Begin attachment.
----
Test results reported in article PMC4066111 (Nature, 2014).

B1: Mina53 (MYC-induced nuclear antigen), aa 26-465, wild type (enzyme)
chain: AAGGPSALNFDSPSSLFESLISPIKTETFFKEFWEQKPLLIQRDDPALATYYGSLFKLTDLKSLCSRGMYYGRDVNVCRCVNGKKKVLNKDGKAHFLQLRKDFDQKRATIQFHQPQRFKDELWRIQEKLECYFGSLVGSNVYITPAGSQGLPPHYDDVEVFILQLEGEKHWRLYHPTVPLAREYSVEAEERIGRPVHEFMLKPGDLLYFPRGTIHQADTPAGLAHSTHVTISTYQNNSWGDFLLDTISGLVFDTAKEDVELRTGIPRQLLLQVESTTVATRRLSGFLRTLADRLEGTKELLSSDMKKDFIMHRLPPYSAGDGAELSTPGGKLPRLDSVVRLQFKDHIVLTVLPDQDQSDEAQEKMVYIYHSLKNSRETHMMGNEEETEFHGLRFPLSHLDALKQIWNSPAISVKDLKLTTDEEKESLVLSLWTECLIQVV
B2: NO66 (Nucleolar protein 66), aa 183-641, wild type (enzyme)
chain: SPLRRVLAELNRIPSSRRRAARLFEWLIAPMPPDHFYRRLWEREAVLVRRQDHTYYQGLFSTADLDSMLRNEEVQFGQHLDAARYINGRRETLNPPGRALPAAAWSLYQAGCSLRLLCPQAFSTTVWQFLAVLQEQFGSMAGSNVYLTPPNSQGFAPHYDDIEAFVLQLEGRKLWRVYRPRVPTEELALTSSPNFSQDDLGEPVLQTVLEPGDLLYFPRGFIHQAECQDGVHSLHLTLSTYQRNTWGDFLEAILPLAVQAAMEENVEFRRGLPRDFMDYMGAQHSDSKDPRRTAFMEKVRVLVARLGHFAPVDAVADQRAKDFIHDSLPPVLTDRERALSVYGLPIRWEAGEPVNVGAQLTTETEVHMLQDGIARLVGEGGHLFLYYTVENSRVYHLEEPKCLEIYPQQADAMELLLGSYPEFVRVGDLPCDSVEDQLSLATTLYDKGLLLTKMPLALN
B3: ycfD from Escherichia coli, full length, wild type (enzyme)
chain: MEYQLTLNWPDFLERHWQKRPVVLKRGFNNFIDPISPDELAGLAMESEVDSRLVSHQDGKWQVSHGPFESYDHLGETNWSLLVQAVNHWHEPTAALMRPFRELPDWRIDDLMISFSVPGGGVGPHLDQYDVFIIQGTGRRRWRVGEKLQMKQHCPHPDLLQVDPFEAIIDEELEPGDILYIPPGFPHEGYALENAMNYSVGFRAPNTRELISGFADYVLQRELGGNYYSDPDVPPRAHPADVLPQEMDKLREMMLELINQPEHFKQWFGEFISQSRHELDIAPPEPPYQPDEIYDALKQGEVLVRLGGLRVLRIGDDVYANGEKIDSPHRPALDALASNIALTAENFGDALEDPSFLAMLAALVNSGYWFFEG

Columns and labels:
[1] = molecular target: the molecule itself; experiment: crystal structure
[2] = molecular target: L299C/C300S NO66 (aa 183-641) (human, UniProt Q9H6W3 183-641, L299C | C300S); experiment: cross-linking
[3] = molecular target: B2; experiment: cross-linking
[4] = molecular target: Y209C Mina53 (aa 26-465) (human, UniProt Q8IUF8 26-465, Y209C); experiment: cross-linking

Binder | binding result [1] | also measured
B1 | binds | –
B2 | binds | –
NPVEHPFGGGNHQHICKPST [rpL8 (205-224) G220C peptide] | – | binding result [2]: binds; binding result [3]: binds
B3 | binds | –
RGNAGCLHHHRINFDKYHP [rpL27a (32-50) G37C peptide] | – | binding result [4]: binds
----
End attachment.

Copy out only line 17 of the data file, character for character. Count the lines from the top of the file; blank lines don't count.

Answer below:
B3 | binds | –